Eating plenty of fresh fruit and vegetables helps the colon empty itself frequently and easily and the health department's "five a day" programme recommends five portions of fresh fruit and vegetables per day, whether fresh, frozen, canned or dried.  One portion is a large piece of fruit, like an apple or banana, or three heaped tablespoons of vegetables, one glass of fruit or vegetable juice and beans and pulses (baked beans or lentils)

 

Avoid eating an excessive amount of calories to prevent becoming overweight.  A diet low in animal and dairy fats will help reduce the risk of developing bowel cancer so quit the fry-up's, cut back on fat-drenched foods like chocolate, biscuits and cakes and reduce your alcohol intake.  A high intake of red meat is also not advisable.  

 

Drinking lots of fluids like herbal teas and water is recommended to lower your chances of bowel cancer because water assists the transit of waste products through the colon and keeps motions soft.  Aim for two to three litres each day and minimise your Espressos, Cappucinos and teas as much as possible as caffeine ultimately has a negative effect on the body.  Taking regular exercise to keep fit and healthy is important for good bowel health, and just 20 minutes of moderate daily exercise helps to ease the passage of waste through the system.  Finally, learn to become familiar with your bowel habits so that you notice if/when any changes occur. 

 

Bowel cancer symptoms

 

Many of the bowel cancer symptoms can also relate to other more common and minor conditions and according to Bowel Cancer UK most symptoms do not turn out to be bowel cancer and are often caused by some type of infection or piles.  However, it is advisable to visit your GP if any of the following occur:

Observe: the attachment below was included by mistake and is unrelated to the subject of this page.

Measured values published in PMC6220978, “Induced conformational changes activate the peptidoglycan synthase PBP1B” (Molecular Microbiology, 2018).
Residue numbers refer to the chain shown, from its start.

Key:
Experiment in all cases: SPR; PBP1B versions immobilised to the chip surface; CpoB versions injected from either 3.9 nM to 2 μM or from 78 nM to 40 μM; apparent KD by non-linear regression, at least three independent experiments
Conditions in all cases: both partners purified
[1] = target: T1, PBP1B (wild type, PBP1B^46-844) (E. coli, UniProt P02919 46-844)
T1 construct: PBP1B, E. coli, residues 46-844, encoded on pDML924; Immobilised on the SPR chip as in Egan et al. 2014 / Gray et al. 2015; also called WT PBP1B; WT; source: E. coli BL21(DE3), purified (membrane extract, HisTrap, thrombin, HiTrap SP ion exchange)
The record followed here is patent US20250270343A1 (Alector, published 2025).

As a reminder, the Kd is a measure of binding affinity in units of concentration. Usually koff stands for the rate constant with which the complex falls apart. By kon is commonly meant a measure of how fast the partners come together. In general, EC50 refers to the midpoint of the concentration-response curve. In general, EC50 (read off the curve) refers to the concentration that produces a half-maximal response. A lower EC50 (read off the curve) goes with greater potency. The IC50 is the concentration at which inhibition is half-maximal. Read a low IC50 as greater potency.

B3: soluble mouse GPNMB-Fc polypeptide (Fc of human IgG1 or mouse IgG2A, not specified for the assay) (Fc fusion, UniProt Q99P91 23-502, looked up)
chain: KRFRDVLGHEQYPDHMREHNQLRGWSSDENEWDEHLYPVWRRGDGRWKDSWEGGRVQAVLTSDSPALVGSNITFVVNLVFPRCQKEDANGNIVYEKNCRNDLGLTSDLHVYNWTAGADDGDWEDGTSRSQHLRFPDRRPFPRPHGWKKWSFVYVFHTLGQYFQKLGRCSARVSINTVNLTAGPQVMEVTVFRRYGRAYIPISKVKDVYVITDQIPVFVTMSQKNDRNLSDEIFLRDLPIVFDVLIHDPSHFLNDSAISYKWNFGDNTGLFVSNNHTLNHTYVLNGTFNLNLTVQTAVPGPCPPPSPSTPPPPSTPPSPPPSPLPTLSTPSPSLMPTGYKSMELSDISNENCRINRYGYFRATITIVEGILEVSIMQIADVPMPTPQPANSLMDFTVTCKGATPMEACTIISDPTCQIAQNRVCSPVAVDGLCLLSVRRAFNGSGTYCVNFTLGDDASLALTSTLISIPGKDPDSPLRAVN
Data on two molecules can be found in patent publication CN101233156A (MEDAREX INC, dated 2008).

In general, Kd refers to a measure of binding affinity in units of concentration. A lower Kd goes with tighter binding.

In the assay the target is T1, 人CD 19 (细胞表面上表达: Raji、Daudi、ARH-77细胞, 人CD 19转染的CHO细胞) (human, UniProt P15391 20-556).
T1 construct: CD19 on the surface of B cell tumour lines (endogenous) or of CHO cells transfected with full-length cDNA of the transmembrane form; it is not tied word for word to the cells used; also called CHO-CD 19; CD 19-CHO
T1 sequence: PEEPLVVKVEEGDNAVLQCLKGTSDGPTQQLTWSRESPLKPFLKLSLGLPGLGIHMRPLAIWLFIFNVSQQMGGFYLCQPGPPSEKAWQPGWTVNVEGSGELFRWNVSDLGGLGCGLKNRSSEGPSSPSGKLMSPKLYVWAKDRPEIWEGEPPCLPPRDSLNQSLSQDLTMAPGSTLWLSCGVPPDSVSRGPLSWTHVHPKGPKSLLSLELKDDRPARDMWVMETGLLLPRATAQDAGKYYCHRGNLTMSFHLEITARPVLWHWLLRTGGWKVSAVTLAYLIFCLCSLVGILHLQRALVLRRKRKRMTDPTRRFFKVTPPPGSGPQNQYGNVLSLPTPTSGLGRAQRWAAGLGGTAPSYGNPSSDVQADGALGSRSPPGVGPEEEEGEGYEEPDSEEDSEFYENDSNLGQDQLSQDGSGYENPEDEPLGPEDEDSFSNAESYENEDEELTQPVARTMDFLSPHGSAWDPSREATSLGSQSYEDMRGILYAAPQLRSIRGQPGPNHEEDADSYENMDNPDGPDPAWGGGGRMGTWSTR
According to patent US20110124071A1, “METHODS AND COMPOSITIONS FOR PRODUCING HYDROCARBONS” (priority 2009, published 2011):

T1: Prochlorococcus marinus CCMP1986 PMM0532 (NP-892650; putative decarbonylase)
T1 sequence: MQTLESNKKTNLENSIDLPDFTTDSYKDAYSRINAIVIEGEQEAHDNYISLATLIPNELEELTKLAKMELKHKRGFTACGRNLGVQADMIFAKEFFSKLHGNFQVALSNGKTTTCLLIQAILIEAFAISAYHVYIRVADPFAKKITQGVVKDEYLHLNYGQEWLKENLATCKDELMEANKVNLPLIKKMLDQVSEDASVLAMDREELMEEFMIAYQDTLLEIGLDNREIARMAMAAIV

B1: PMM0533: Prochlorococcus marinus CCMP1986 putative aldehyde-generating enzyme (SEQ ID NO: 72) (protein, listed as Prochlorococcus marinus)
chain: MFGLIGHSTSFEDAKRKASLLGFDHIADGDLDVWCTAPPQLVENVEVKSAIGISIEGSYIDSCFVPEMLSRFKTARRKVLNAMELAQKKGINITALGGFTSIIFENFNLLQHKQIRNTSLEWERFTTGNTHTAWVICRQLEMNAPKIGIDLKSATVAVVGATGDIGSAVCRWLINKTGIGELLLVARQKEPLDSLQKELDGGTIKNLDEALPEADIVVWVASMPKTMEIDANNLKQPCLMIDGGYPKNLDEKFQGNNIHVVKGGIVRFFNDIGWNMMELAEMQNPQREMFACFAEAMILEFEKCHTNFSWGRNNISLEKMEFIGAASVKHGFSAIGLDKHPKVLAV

• significant and persistent changes in bowel habits occur over a period of four to six weeks;

  • unexplained constipation/diarrhoea;

  • persistent rectal bleeding with no soreness;

  • pain, swelling or itching;

  • unexplained severe pain and/or lump in the abdomen;

  • blood or mucus in the stools; or

  • extreme tiredness for no obvious reason. 

 

It's helpful to keep a note of your symptoms as and when they occur so keep a diary to take to your GP which you can hand over to him/her to eliminate any embarrassment of having to talk about/explain your symptoms.  Some simple tests can be organised to screen for bowel cancer which detect blood and other clues in samples of faeces.  Remember, there is a lot you can do to reduce the likelihood of bowel cancer and the chances of the cancer being successfully treated are higher if the condition is diagnosed in the early stages so don't put off talking about it.  The NHS Bowel Cancer Screening Programme is available in many areas of the UK, offering bowel cancer screening every two years to all men and women aged between 60-69.  For people who are over 70 years of age, a home screening kit is available.


 

Sarah Dawson 60px

Profile of the author

Sarah Dawson is a Brighton based journalist who writes for national and international newspapers, magazines and websites. Sarah has worked as a journalist since 1997, mostly as a freelance.  Her articles have appeared in a diversity of publications from The Guardian to Red magazine.  Sarah specialises in health & wellbeing, holistic travel and lifestyle features.

 

View Sarah Dawson's website.